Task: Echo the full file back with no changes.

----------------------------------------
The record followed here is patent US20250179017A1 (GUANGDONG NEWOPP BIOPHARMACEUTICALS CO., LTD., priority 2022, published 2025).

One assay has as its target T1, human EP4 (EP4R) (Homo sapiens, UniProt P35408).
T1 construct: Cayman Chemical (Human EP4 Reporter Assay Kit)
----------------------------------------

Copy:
The record followed here is patent US20250179017A1 (GUANGDONG NEWOPP BIOPHARMACEUTICALS CO., LTD., priority 2022, published 2025).

One assay has as its target T1, human EP4 (EP4R) (Homo sapiens, UniProt P35408).
T1 construct: Cayman Chemical (Human EP4 Reporter Assay Kit)